It’s never been more important to understand History’s lessons. To avoid humanity slipping into madness again, we need to go back to simple history lessons we were taught in high school. The parallels to now are too obvious and frightening to ignore.

The first introduction to politics I remember looked something like the diagram above. Our goofy GCSE History teacher was explaining 1920s and 1930s European politics. He drew something like this diagram on the board. I’ve never forgotten it.

This was his crash course in how western civilisation and the World came to be gripped by a murderous insanity. In full schoolboy arrogance, I remember thinking how crude, stupid and backward people’s behaviour in the 20s/30s seemed. I was thankful to live now, when no one would be that crude, stupid and backward. That was 20 years ago, I’m not so thankful now. It seems we all need to learn this lesson again, and I definitely need to be kinder in my judgements on humanity.

First thing to note is where political ideas sit on the diagram. Communism and Fascism are much closer to each other than they are to other ideas. The other three ideas are bunched together at the bottom. Here’s why.

Fascism and Communism are the different sides of the same idea. A self selected elite take bold steps to achieve an idealist vision of the future they believe is in the best interests of the majority of the population. Economics, politics, and morals are bent to serve an end goal that they believe will achieve the greatest good for the greatest number. If this end goal comes a the expense of a particular minority race, class, cultural or social group, then so be it. The end justifies the means. This leads to totalitarianism.

There is no point arguing the rights or wrongs of the intellectual basis of either political idea. Treat them, instead, as you would a scientific experiment. Communism and Fascism have been real world tested repeatedly, and the results are always the same. Totalitarian systems always fail.

People die en mass. Economies fail. Wars happen. These experiments are catastrophic failures that have left a stain on humanity’s record. Looking back from a 1990s GCSE History class this fact seemed obvious beyond questioning. We felt complete confidence these experiments would never be repeated. Fascism and communism were failures, why would anyone try them again?

Yet all over the world people are suddenly trying again. Far right and far left parties and influences are suddenly everywhere. It’s sometimes hard to fathom why, but the answer lies in the bottom of the diagram. Social democrats, liberals and conservatives, are much more alike than they like to admit. Together they make up democracy. The weighting is different in different democracies, but all three are almost always present. The political parties that represent these three ideas are all pragmatic and practical in their aims and approaches. They fight over the details of today. They work to improve what is the situation right now, not what they dream it might be.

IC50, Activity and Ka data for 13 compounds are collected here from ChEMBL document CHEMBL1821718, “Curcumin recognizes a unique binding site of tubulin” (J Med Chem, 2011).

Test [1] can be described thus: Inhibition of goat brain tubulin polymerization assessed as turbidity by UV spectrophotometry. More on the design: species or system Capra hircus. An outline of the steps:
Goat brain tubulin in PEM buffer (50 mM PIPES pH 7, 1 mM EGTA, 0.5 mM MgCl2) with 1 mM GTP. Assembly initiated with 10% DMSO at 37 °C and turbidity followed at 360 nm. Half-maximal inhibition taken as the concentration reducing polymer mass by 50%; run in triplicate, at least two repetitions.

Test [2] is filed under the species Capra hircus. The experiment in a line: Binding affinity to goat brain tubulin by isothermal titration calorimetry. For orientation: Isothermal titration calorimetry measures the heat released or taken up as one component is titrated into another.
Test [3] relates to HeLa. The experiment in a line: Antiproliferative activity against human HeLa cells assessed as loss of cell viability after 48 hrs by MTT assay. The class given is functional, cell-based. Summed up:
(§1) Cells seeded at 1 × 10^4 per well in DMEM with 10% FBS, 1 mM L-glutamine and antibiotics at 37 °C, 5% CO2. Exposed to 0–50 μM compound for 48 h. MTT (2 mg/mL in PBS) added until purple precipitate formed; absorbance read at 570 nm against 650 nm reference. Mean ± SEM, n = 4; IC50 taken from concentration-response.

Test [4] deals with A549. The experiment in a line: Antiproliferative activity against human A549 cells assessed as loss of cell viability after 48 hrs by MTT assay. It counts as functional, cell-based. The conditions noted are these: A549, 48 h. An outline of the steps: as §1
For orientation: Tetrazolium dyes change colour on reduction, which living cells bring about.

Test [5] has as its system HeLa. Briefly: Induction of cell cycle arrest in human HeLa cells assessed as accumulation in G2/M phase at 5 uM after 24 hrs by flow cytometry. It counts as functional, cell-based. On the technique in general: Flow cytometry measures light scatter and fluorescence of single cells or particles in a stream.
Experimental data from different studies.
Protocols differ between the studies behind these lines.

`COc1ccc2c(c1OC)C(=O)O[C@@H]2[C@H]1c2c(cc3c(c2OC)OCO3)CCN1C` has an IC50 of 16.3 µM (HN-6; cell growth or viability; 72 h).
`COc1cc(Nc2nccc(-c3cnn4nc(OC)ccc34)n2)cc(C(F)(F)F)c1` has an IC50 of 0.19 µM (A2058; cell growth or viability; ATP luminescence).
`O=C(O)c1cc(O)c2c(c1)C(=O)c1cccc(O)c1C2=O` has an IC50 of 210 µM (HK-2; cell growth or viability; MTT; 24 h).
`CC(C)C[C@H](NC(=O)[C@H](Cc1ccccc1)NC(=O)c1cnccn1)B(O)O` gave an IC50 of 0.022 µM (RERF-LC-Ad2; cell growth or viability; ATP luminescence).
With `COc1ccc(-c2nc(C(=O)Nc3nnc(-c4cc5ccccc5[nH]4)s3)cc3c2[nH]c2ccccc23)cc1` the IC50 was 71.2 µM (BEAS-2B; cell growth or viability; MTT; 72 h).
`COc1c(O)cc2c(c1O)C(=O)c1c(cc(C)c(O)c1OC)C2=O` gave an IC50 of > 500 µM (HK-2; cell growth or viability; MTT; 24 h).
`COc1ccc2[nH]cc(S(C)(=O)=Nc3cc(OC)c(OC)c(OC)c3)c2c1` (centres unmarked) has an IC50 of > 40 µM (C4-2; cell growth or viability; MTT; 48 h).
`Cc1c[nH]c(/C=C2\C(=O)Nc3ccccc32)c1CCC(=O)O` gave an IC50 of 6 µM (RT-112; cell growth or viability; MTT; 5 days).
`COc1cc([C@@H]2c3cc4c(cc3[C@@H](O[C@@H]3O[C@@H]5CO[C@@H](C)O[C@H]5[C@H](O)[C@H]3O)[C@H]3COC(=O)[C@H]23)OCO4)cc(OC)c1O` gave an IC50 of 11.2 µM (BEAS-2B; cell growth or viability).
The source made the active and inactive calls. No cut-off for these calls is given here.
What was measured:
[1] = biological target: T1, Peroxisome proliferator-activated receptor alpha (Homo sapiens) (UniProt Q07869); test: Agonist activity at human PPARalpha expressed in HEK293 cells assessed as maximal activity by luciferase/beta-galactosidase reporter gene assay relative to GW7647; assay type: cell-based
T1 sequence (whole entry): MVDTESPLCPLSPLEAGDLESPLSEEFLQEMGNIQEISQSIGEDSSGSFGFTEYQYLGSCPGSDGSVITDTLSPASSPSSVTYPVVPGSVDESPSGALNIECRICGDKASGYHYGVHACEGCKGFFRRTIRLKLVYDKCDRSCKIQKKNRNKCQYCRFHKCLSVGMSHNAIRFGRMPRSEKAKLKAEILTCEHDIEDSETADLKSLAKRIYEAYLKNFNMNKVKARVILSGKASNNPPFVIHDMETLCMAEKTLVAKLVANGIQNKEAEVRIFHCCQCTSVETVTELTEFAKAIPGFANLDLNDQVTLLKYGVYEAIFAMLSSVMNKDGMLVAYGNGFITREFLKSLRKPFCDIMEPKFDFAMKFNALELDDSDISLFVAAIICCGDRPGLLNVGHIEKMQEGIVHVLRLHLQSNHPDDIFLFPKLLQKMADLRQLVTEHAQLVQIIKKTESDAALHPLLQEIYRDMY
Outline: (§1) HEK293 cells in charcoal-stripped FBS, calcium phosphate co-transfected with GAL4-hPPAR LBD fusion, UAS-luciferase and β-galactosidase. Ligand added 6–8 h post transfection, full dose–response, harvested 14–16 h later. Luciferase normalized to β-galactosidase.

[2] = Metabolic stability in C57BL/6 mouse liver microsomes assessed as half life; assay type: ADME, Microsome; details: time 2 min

The fights within democracy are real and important, but they’re not often grand and rarely seem noble up close. Technological advances and the ubiquitous exposure that’s ensued, has enabled us to see up closer than ever before. Fighting over the scope, scale and cost of something like public provision of healthcare, public sanitation, military, education or infrastructure is messy, slow moving, emotive and often results in compromise. This is a good thing, not a bad thing. Compromise and cooperation is how humans thrive as a species, but compromise rarely provide certainties. And this is suddenly a real problem.

Recent economic shocks, abundant information and accelerating technological advances have increasingly made the certainties of the past a fading memory for huge swathes of humanity. People feel this new uncertainty as real lived experiences day in, day out. People struggling with this new state of existence look at the politics of the bottom of the diagram above, at democracy, and just see more mess, more compromise and more uncertainty. The pragmatic solution that’s kept the world peaceful and stable for decades, suddenly feels frightening, because ordinary peoples’ lives feel frightening. As in the 20s/30s, democracy feels frightening.

Enter the extremists. The Fascists and the communists. Enter the men, women and movements that promise you solutions. Perfect solutions. No pragmatism. No compromise. No uncertainty. Just follow our instructions and voila! Because as everyone knows, life is like a recipe. A dash of this, a tweak of that, splash of the other, and everything will be perfect. Except it won’t. We know it won’t. Those who came before us did the experiments. The experiments failed. Fascism and Communism failed. Totalitarianism failed.

It’s a hard hard truth to sell right now, but the imperfect system we’ve got today is the very best option there is. It’s the solid gold standard of political options. Democracy in all it’s messy glory, is truly beautiful.

We’ve got to remember how to love it again. How to defend it. We’ve got to remember the fight between the ideas at the bottom of the diagram above may be real and important, but they are nowhere near as important as the fight between the bottom and top of the diagram. For democracy against totalitarianism. Fascism and communism don’t work in practice. We know that fact and we need to keep reminding ourselves of it. If we don’t, we are doomed to make History’s mistakes again.

And none of us want to be part of a “lesson from History” generation.

One clap, two clap, three clap, forty?

By clapping more or less, you can signal to us which stories really stand out.